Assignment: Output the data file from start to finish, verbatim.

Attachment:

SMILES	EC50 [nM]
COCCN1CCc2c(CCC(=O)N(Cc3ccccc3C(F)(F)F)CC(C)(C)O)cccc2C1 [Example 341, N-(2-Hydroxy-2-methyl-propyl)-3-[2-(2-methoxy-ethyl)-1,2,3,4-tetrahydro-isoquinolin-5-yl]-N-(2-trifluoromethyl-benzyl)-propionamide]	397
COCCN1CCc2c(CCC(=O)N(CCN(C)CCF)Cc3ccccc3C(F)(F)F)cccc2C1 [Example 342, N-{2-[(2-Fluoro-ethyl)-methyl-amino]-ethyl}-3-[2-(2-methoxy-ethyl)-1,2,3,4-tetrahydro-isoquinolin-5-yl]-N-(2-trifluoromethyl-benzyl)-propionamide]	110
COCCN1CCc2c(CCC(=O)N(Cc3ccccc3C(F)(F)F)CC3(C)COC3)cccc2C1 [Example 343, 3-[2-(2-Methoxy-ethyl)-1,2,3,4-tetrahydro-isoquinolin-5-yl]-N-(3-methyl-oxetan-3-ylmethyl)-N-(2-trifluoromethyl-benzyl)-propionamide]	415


SMILES	EC50 [nM]
COCCN1CCc2c(CCC(=O)N(Cc3ccccc3C(F)(F)F)CC(C)(C)O)cccc2C1 [Example 341, N-(2-Hydroxy-2-methyl-propyl)-3-[2-(2-methoxy-ethyl)-1,2,3,4-tetrahydro-isoquinolin-5-yl]-N-(2-trifluoromethyl-benzyl)-propionamide]	397
COCCN1CCc2c(CCC(=O)N(CCN(C)CCF)Cc3ccccc3C(F)(F)F)cccc2C1 [Example 342, N-{2-[(2-Fluoro-ethyl)-methyl-amino]-ethyl}-3-[2-(2-methoxy-ethyl)-1,2,3,4-tetrahydro-isoquinolin-5-yl]-N-(2-trifluoromethyl-benzyl)-propionamide]	110
COCCN1CCc2c(CCC(=O)N(Cc3ccccc3C(F)(F)F)CC3(C)COC3)cccc2C1 [Example 343, 3-[2-(2-Methoxy-ethyl)-1,2,3,4-tetrahydro-isoquinolin-5-yl]-N-(3-methyl-oxetan-3-ylmethyl)-N-(2-trifluoromethyl-benzyl)-propionamide]	415